Okay, call me cranky.

A very intelligent, probably overworked telephone solicitor for a certain Senatorial Campaign called to check on why I had not yet sent in my “generous pledge of $230” ostensibly made back in April.  I guess that “I don’t make pledges over the phone, and, in any large amounts my wife and I prefer to consult before committing.  Can you send material by mail and we’ll talk it over?” could be confused for making a pledge.

The caller was patient when I objected and even listened to my complaint that campaign contributions tend to buy ads that are based more on contention and demonizing opponents than on anything that persuades otherwise confirmed political silo campers to vote differently.  I told him that I would prefer a different approach.

He asked, “What would you recommend?  I have a section on my screen for suggestions.”  Always a sucker for an invitation, I shared an idea that my wife and I have had for years.  Let the candidate take a significant portion of campaign money and with it organize a very substantive community improvement project that meets an unmet need.  Let this project utilize volunteers from across most of the political spectrum, demonstrating commitment to measurable outcomes and ability to bring the community together in efforts that matter.  And forget buying attack ads. Just tell us your better ideas and your plans to help colleagues on both sides of the aisle to crank out truly useful legislation and repeal what no longer serves well.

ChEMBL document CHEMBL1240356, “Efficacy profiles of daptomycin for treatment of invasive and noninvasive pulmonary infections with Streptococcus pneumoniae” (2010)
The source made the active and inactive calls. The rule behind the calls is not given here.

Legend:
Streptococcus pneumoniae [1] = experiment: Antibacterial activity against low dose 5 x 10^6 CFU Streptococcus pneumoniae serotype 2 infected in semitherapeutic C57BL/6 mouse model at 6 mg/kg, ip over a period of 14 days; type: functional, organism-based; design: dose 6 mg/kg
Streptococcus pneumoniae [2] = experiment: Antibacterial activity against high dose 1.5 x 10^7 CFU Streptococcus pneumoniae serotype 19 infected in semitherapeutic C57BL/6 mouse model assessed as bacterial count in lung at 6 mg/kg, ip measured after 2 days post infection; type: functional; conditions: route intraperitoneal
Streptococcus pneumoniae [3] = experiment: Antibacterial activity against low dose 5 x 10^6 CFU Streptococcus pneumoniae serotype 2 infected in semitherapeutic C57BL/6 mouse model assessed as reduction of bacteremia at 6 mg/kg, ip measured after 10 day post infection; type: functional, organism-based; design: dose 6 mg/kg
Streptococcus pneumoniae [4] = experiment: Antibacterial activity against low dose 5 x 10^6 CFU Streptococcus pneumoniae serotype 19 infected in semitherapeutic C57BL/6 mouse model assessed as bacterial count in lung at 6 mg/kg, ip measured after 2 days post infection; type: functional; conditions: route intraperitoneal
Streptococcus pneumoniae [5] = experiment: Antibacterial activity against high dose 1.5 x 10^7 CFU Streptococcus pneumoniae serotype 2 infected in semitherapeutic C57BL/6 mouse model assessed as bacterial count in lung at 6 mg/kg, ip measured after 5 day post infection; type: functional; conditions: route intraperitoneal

After an, “I know what you mean . . .” which fooled me momentarily thinking that he was actually listening with empathy, the solicitor launched into this breathless explanation from what had to be a well rehearsed Plan C script about how important it was to keep the crazies on the ___ side of the aisle from dominating the Senate and ostensibly destroying Democracy as we know it.

I felt sorry for the guy but not sorry enough to fork over more cash for the conquest.  “All you will do is to continue the rhetorical tennis match in the media and it will do little to incline one to make a more reasoned choice at the polls.”  I know this first hand as a member of a city council where a recent and well researched initiative was just defeated by local voters  2:1 thanks to an aggressive negative campaign.

So when do we stop supporting the political campaign addictions that plague so much of politics; well funded, professionally produced diatribes and misinformation that feed gridlock, fear, segregation and frustrate what little political progress is possible? To keep doing what we are doing and expect different results?